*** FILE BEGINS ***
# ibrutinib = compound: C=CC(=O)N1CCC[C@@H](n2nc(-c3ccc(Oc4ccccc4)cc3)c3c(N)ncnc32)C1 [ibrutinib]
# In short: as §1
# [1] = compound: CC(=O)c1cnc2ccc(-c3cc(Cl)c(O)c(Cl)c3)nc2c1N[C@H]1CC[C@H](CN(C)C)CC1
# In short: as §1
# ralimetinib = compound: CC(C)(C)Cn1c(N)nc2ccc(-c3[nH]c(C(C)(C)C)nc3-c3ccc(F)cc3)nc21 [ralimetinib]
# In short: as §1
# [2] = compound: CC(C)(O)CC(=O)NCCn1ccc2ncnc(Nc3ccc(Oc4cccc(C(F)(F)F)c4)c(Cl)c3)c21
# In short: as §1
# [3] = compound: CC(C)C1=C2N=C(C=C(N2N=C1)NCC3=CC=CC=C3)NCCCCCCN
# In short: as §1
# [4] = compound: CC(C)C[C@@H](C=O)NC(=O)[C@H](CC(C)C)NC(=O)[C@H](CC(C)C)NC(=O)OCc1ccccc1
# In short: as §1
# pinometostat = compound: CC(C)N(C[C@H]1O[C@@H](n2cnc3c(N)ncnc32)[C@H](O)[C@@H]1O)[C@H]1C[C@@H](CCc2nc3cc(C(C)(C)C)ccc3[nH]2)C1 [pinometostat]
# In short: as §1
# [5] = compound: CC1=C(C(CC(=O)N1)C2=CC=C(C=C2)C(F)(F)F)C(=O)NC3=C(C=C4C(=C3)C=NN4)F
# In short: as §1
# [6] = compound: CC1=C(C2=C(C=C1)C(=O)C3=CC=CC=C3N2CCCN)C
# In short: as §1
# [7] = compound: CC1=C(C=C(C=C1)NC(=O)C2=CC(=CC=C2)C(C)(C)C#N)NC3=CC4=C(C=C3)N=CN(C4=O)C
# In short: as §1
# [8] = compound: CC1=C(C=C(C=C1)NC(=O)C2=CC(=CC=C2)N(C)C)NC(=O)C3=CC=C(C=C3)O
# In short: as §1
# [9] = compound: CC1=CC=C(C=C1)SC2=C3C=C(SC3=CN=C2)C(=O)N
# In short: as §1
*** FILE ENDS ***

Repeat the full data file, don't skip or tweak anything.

# ibrutinib = compound: C=CC(=O)N1CCC[C@@H](n2nc(-c3ccc(Oc4ccccc4)cc3)c3c(N)ncnc32)C1 [ibrutinib]
# In short: as §1
# [1] = compound: CC(=O)c1cnc2ccc(-c3cc(Cl)c(O)c(Cl)c3)nc2c1N[C@H]1CC[C@H](CN(C)C)CC1
# In short: as §1
# ralimetinib = compound: CC(C)(C)Cn1c(N)nc2ccc(-c3[nH]c(C(C)(C)C)nc3-c3ccc(F)cc3)nc21 [ralimetinib]
# In short: as §1
# [2] = compound: CC(C)(O)CC(=O)NCCn1ccc2ncnc(Nc3ccc(Oc4cccc(C(F)(F)F)c4)c(Cl)c3)c21
# In short: as §1
# [3] = compound: CC(C)C1=C2N=C(C=C(N2N=C1)NCC3=CC=CC=C3)NCCCCCCN
# In short: as §1
# [4] = compound: CC(C)C[C@@H](C=O)NC(=O)[C@H](CC(C)C)NC(=O)[C@H](CC(C)C)NC(=O)OCc1ccccc1
# In short: as §1
# pinometostat = compound: CC(C)N(C[C@H]1O[C@@H](n2cnc3c(N)ncnc32)[C@H](O)[C@@H]1O)[C@H]1C[C@@H](CCc2nc3cc(C(C)(C)C)ccc3[nH]2)C1 [pinometostat]
# In short: as §1
# [5] = compound: CC1=C(C(CC(=O)N1)C2=CC=C(C=C2)C(F)(F)F)C(=O)NC3=C(C=C4C(=C3)C=NN4)F
# In short: as §1
# [6] = compound: CC1=C(C2=C(C=C1)C(=O)C3=CC=CC=C3N2CCCN)C
# In short: as §1
# [7] = compound: CC1=C(C=C(C=C1)NC(=O)C2=CC(=CC=C2)C(C)(C)C#N)NC3=CC4=C(C=C3)N=CN(C4=O)C
# In short: as §1
# [8] = compound: CC1=C(C=C(C=C1)NC(=O)C2=CC(=CC=C2)N(C)C)NC(=O)C3=CC=C(C=C3)O
# In short: as §1
# [9] = compound: CC1=CC=C(C=C1)SC2=C3C=C(SC3=CN=C2)C(=O)N
# In short: as §1